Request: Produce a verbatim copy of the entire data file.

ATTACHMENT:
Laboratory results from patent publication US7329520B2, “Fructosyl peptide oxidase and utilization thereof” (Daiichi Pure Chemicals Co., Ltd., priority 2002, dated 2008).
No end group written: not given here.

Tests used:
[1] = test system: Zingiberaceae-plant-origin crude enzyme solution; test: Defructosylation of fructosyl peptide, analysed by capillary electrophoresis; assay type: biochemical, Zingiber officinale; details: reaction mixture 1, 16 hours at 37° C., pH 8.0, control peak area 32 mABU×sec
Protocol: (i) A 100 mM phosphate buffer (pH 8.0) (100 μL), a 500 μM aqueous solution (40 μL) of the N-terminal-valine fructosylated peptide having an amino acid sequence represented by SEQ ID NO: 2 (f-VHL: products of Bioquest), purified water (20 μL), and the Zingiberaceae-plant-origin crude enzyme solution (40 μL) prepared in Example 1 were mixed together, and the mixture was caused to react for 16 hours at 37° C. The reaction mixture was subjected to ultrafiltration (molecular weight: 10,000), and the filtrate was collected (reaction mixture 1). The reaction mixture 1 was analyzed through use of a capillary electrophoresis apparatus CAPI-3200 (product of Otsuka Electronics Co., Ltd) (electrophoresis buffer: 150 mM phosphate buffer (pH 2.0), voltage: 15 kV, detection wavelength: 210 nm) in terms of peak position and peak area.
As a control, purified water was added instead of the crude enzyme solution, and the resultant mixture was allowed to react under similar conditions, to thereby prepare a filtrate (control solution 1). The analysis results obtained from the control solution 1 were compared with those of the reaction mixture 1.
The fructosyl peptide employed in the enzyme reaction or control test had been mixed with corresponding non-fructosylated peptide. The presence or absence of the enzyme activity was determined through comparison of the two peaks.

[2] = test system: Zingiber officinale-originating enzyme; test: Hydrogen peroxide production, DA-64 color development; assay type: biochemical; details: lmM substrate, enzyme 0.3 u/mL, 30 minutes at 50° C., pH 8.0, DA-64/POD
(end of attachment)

Laboratory results from patent publication US7329520B2, “Fructosyl peptide oxidase and utilization thereof” (Daiichi Pure Chemicals Co., Ltd., priority 2002, dated 2008).
No end group written: not given here.

Tests used:
[1] = test system: Zingiberaceae-plant-origin crude enzyme solution; test: Defructosylation of fructosyl peptide, analysed by capillary electrophoresis; assay type: biochemical, Zingiber officinale; details: reaction mixture 1, 16 hours at 37° C., pH 8.0, control peak area 32 mABU×sec
Protocol: (i) A 100 mM phosphate buffer (pH 8.0) (100 μL), a 500 μM aqueous solution (40 μL) of the N-terminal-valine fructosylated peptide having an amino acid sequence represented by SEQ ID NO: 2 (f-VHL: products of Bioquest), purified water (20 μL), and the Zingiberaceae-plant-origin crude enzyme solution (40 μL) prepared in Example 1 were mixed together, and the mixture was caused to react for 16 hours at 37° C. The reaction mixture was subjected to ultrafiltration (molecular weight: 10,000), and the filtrate was collected (reaction mixture 1). The reaction mixture 1 was analyzed through use of a capillary electrophoresis apparatus CAPI-3200 (product of Otsuka Electronics Co., Ltd) (electrophoresis buffer: 150 mM phosphate buffer (pH 2.0), voltage: 15 kV, detection wavelength: 210 nm) in terms of peak position and peak area.
As a control, purified water was added instead of the crude enzyme solution, and the resultant mixture was allowed to react under similar conditions, to thereby prepare a filtrate (control solution 1). The analysis results obtained from the control solution 1 were compared with those of the reaction mixture 1.
The fructosyl peptide employed in the enzyme reaction or control test had been mixed with corresponding non-fructosylated peptide. The presence or absence of the enzyme activity was determined through comparison of the two peaks.

[2] = test system: Zingiber officinale-originating enzyme; test: Hydrogen peroxide production, DA-64 color development; assay type: biochemical; details: lmM substrate, enzyme 0.3 u/mL, 30 minutes at 50° C., pH 8.0, DA-64/POD